Bauhaus Prairie Art Gallery

Celebrating the modernity of creative contemporary and traditional art through online art competition

Mary Dove

Second Place

Mary Dove

Mary Dove

"Sedona Arizona Dry Beavercreek Sycamore"

Watercolor , 22" x 30"

Sale Price $2925

Artist Statement

Sometimes I chose to paint the soul, the magic of the subject, such as Sedona Arizona Dry Beaver Creek Sycamore, an old dying sycamore tree in a dry creek bed. In this case, once a beautiful tree is now in its last phase of life, the challenge was to capture a strong spirit with a will to live. I’m a portrait artist of people, structures, animals, and nature.

The question often asked is, “How do you select your subjects to draw or paint?” This statement is not an easy answer because there is no selection formula. The process is intuitive. It starts with a subject that catches my attention.

A major concern, does the selected subject contain a challenge, an area or texture I’ve never painted before. Is there an experience in this adventure which will contribute to my personal artistic growth? With these boxes checked, the subject is saved in the “to paint” file for later consideration.

When a painting is finished both the painting and I move into a mode of satisfaction. Being a zone painter, I’m not always aware how the painting is created or evolves. My bond with the painting is now broken; the creation is free to flow into the River of Life.


Starting with her first adult drawing in the 2nd grade, a rabbit drawn on her chalkboard, by the 9th grade, Mary Dove was a portrait artist in drawing, oil paintings, and flowers in pastels. At this time, learning perspective was added to her art experience which influenced the decision to become a college architecture major. In this 9th-grade art class, they went outside, sat on the curb, and selected a home across the street to draw in 2 point perspective.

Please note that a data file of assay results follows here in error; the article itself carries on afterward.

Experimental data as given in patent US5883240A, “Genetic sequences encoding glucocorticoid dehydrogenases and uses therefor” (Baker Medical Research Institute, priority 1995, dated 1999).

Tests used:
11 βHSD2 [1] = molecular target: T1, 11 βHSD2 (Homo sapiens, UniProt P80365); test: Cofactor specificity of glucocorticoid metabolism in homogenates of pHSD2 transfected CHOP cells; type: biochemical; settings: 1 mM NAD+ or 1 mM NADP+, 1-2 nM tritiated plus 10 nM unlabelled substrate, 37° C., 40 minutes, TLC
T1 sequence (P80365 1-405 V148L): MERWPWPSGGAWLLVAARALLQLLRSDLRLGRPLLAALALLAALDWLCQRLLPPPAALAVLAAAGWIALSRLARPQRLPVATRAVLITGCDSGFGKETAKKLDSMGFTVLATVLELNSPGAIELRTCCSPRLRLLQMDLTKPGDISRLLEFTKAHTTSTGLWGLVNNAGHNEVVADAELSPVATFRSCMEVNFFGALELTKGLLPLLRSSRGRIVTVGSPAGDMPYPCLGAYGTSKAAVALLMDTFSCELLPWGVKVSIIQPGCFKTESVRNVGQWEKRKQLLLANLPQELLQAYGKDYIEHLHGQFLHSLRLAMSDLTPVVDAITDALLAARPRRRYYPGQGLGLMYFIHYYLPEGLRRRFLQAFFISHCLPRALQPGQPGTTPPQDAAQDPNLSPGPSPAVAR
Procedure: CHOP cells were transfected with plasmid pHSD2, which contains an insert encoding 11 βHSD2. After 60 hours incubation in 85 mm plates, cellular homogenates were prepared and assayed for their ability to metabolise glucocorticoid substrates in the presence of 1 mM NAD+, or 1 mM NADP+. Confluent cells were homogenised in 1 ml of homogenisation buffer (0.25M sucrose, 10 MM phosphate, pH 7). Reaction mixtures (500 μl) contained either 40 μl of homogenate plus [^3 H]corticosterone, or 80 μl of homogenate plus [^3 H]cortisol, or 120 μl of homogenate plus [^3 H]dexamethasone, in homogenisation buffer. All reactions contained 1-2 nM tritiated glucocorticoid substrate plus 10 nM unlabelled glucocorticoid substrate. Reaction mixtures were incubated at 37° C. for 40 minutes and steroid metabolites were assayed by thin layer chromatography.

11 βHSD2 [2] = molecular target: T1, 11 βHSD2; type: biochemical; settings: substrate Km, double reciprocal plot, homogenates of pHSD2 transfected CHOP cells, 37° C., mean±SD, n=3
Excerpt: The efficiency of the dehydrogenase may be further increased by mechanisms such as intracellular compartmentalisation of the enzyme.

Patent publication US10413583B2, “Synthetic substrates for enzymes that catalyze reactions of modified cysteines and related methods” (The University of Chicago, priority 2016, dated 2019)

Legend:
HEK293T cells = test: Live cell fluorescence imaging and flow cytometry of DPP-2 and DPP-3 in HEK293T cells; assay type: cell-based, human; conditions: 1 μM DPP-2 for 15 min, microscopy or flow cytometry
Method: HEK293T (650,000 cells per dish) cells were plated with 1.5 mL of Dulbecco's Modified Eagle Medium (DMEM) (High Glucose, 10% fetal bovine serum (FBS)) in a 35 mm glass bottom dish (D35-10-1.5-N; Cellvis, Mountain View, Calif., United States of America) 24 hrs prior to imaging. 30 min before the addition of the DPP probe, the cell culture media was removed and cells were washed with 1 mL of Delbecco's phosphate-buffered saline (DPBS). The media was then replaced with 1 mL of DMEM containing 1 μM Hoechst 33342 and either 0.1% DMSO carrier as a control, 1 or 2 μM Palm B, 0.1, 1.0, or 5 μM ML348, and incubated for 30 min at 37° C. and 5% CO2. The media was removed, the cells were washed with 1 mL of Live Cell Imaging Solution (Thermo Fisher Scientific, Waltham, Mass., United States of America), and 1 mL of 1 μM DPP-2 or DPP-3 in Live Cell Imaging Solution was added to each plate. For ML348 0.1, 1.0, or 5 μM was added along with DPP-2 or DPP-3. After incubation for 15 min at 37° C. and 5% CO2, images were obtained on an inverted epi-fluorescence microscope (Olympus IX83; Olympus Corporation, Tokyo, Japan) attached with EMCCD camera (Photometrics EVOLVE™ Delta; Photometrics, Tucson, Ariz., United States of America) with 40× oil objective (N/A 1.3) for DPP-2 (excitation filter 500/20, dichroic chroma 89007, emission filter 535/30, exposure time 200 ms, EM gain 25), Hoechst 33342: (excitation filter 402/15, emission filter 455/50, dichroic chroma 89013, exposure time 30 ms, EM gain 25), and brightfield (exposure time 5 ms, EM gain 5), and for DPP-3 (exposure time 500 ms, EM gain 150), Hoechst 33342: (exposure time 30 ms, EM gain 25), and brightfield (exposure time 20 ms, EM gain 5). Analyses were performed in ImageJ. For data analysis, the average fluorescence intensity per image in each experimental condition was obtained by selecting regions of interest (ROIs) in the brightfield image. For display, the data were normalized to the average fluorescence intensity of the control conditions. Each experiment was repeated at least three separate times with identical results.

With her college architectural experience, it was easy to fearless become engaged with all forms of architectural structures. As a high school art teacher, one aspect taught the students was to pay attention to the values (lights and darks) occupied within the first 4 boundary lines on their painting. Sunlit, for Mary Dove, is an important aspect of a painting. Sunlit provides the opportunity to contrast bright light against strong shadows. She feels, her paintings are at their best when expressing a kiss of sunlight in the artwork.

Visual arts are a significant part of Mary Dove’s life. Her greatest delight is to capture long remembered shared experiences. She loves telling a story through her creations which strike an emotional chord with the viewer. Her artwork is at its best when expressing a passion for the chosen subject. The artwork is a personal adventure that begins with the intellectual challenge of visual design resulting in the problem-solving aspects of each new project.

Growing up in Houston, Texas her dad made certain she was exposed early and often to a wide variety of life experiences, included all manner of wildlife, birds, nature, sports and even food. Such invaluable encounters have enabled her to breathe life and soul into each chosen subject to paint or draw. Diversification thus become, and remains today, the hallmark of her work. Mary Dove’s paintings range from landscapes and architectural structures too big game animals, pet portraits, and still life.

A resident of Sedona, Arizona, Mary Dove earned both a Bachelor and a Master of Education Degree from Texas Tech University. Her college education began as an architect major, she moved through commercial art, technical illustration to discover her artistic “voice”’ as an illustrator; graduated with a major in art education and fine art. She depicts in the artwork an understanding of structure, a keen eye for detail, and the comprehensive skill of execution. Virtually every media is on her pallet from pencil and charcoal to watercolors, oil pastels, acrylic and oil paintings, jewelry, sculpture, and ceramics. Each selected subject requires its own best medium presentation used to invoke a quality of super realism with a sprinkle of expressionism. Numerous awards and honors have been granted to Mary Dove.